Should You Be Adopting a Second Pet?

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Are you considering bringing a second pet home? Adopting a second pet can be a good idea if you think your current pet does not get enough socialization, and feels lonely when left home alone. However, a second pet is not for all homes. In some cases a pet display territorial aggression toward the second pet, and in other cases the second pet may not be keen on the idea of sharing the home with another pet. Here are some things that you should take into consideration before adopting a second pet.

Is a second pet for you?

One of the first things that you want to consider before bringing home another pet, is the social tendencies and activity levels of your current pet. Don’t go by stereotypical notions and assume that cats being solitary animals would not want another pet, or that dogs being friendly animals would want a companion. You want to factor in the social habits and disposition of your pet, while deciding whether or not it is a good choice. You also want to see if you can afford a second pet. Once you adopt a pet it becomes solely your responsibility. You don’t want it to be one of those pet parents who turn in a pet to the shelter because they learn that they cannot afford it down the line. Food, medication, vaccinations, and health check-ups, can get expensive. You want to offer your second pet a comfortable and caring environment to live in.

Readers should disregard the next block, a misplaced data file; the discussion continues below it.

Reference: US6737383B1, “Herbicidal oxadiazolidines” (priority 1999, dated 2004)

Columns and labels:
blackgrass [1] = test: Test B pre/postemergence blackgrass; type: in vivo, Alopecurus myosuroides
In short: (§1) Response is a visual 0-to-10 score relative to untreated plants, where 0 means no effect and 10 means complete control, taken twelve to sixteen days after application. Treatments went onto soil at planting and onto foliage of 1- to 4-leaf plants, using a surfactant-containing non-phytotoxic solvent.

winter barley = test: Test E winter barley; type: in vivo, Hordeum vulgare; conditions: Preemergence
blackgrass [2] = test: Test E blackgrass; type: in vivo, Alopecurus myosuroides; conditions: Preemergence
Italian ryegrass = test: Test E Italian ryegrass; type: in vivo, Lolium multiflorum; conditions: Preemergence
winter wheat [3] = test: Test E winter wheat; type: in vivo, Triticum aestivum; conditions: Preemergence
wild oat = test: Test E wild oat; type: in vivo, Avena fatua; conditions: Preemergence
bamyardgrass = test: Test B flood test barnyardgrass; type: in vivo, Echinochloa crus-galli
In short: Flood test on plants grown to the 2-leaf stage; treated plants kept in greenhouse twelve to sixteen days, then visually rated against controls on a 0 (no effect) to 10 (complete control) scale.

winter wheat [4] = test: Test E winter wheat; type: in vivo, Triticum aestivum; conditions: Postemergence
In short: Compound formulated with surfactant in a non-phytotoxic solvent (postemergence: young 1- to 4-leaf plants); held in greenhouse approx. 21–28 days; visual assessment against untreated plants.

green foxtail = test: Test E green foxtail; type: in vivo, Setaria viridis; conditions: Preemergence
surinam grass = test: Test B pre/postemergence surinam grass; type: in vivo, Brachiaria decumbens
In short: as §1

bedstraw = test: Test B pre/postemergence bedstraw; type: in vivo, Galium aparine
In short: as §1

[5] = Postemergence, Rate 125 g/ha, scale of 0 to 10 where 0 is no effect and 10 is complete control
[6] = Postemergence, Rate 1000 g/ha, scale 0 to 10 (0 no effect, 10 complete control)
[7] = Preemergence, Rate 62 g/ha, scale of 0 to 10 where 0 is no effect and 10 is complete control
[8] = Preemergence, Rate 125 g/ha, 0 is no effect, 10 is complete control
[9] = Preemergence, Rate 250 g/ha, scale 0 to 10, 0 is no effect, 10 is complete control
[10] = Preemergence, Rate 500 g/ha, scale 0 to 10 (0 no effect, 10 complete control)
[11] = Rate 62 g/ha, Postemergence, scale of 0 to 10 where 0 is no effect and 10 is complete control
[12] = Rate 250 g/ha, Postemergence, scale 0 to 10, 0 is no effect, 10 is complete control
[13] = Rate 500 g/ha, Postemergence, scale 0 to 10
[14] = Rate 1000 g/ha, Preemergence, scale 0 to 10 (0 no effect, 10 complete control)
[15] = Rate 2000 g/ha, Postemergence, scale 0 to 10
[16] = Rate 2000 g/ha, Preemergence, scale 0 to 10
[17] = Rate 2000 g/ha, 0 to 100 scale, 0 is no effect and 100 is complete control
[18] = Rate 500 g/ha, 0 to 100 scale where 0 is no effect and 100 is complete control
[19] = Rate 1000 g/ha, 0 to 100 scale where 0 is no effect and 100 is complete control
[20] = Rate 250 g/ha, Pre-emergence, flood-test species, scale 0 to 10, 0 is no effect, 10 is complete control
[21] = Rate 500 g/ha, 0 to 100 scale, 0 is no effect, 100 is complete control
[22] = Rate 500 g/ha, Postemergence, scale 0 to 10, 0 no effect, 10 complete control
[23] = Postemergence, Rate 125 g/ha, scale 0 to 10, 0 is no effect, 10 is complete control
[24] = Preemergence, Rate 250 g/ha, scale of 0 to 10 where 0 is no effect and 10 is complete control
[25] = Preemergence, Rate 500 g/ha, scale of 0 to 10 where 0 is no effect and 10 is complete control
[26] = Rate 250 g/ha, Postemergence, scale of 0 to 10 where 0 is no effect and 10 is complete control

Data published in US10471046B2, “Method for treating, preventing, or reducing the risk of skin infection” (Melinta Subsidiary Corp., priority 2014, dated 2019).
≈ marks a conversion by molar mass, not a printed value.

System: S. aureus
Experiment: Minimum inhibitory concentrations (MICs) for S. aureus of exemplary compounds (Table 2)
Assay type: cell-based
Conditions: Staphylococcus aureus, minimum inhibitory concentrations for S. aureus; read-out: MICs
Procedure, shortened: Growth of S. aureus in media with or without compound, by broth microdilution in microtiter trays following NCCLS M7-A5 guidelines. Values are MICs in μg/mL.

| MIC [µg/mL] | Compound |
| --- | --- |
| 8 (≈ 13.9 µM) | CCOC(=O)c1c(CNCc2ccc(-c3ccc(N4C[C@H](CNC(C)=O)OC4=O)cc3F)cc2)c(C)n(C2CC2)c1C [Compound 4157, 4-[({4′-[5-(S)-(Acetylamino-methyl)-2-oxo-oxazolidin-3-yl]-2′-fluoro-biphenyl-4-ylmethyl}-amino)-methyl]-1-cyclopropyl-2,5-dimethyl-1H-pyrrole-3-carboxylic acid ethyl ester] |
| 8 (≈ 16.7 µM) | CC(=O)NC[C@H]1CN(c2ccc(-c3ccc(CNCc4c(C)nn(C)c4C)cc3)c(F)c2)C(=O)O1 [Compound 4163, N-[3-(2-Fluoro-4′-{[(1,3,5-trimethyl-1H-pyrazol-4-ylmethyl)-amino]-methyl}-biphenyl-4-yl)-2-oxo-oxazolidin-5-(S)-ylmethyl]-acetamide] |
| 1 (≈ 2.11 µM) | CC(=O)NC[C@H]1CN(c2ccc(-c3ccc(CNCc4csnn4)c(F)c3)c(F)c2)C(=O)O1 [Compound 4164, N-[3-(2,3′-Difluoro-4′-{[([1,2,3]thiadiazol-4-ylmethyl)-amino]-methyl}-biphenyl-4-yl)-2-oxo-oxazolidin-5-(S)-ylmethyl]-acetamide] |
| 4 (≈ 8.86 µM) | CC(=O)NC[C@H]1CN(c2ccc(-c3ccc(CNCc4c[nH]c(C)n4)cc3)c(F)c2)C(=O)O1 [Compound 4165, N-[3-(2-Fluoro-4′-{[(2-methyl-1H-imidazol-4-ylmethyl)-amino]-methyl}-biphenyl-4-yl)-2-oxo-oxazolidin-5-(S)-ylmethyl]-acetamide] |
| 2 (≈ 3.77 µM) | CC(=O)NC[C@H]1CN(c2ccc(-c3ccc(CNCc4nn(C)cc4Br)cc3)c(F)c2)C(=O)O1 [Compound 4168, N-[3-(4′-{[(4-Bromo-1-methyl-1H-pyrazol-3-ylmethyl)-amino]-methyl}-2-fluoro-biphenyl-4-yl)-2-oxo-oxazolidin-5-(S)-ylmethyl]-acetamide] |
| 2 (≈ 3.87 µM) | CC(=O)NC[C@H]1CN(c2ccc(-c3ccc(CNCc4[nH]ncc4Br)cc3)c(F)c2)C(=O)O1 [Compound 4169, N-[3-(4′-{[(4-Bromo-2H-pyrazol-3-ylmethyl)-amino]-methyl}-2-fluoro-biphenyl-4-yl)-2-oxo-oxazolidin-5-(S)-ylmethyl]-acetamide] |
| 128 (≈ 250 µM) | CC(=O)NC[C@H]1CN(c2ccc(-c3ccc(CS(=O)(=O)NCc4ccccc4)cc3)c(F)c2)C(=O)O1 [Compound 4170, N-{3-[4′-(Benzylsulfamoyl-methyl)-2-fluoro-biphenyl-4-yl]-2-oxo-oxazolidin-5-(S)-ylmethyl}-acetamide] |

If you do decide on getting a second pet, the next step is to go to the animal shelter. You want to take your current pet along when you got to the shelter to see how he/she gets along with other pets. While picking pets, you want to look at ones that have previous experience with living in multi-pet households, so it will be easier for them to adapt to your house. It also helps if both pets have been trained beforehand, so any prevalent behavior issues do not escalate.

Getting home another pet

You want the two pets to grow accustomed to each other, gradually, over time. You can place the crates of the two pets by each other, so they get used to each other’s company. You can feed them on different sides of the door, so they associate each other’s presence with positive emotions. Once they have grown comfortable being around each other, you can introduce them to each other. Have short play sessions that include both pets, and monitor their initial interactions. If they show aggression toward each other, go back to isolating the two of them, and re-introduce them again.

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